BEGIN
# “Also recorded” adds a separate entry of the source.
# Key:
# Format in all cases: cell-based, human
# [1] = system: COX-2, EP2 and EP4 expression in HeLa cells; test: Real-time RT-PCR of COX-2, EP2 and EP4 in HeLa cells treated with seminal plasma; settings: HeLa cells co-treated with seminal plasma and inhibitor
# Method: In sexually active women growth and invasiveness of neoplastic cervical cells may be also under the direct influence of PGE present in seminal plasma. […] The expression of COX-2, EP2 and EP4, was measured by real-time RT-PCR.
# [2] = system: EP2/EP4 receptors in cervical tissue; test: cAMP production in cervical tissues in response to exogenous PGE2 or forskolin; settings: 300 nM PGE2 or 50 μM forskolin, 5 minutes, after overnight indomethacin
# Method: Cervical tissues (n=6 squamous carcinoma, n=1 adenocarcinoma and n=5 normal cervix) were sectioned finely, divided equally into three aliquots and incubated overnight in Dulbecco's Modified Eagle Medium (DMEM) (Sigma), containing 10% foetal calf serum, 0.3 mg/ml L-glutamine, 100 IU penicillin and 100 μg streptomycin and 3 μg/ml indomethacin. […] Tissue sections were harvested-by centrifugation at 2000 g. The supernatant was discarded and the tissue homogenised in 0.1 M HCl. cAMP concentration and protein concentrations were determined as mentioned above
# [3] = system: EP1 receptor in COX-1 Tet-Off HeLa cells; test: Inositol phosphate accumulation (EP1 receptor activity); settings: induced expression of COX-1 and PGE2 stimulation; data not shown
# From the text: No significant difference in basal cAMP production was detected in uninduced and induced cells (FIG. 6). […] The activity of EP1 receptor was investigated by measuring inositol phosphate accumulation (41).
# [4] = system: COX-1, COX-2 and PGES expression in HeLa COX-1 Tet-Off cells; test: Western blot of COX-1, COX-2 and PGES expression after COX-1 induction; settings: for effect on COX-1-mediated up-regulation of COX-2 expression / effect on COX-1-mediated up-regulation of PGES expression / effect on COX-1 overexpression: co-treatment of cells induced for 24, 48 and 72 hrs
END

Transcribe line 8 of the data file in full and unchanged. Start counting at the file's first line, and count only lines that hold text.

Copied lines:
# [3] = system: EP1 receptor in COX-1 Tet-Off HeLa cells; test: Inositol phosphate accumulation (EP1 receptor activity); settings: induced expression of COX-1 and PGE2 stimulation; data not shown